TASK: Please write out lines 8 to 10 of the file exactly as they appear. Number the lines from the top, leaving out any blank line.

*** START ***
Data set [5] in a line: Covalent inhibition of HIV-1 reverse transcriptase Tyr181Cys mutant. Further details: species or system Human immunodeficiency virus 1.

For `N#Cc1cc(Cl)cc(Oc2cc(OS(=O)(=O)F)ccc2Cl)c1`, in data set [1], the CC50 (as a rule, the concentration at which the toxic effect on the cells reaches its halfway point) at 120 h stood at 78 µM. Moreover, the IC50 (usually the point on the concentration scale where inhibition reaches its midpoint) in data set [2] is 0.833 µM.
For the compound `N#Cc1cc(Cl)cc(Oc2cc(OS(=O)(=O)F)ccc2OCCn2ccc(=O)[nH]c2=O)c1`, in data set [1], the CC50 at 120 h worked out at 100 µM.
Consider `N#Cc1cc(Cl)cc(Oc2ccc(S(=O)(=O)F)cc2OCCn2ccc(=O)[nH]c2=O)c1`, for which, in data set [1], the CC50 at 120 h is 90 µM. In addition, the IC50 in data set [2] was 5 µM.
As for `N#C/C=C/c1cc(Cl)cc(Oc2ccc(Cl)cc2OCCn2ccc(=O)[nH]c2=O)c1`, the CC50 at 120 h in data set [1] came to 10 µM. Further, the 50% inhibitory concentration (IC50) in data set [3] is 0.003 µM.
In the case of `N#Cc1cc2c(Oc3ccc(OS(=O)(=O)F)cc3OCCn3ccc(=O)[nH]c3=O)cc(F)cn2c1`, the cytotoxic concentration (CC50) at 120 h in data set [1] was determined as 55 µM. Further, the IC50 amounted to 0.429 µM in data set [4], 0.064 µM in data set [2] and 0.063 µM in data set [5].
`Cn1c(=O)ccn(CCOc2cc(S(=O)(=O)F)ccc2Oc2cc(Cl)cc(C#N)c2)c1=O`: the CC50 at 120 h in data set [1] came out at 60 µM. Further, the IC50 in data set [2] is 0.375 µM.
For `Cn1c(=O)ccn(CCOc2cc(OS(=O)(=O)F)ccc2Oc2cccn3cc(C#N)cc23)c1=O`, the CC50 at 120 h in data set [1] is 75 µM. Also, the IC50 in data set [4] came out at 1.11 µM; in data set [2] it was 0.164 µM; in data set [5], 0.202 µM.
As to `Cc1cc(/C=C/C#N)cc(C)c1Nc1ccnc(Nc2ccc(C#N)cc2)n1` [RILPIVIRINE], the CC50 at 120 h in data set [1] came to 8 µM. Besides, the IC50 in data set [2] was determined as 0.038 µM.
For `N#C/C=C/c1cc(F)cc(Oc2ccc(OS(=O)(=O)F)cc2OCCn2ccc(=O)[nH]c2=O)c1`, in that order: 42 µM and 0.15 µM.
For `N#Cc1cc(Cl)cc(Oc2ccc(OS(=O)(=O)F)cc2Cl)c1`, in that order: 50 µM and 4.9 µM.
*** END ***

For `Cn1c(=O)ccn(CCOc2cc(OS(=O)(=O)F)ccc2Oc2cccn3cc(C#N)cc23)c1=O`, the CC50 at 120 h in data set [1] is 75 µM. Also, the IC50 in data set [4] came out at 1.11 µM; in data set [2] it was 0.164 µM; in data set [5], 0.202 µM.
As to `Cc1cc(/C=C/C#N)cc(C)c1Nc1ccnc(Nc2ccc(C#N)cc2)n1` [RILPIVIRINE], the CC50 at 120 h in data set [1] came to 8 µM. Besides, the IC50 in data set [2] was determined as 0.038 µM.
For `N#C/C=C/c1cc(F)cc(Oc2ccc(OS(=O)(=O)F)cc2OCCn2ccc(=O)[nH]c2=O)c1`, in that order: 42 µM and 0.15 µM.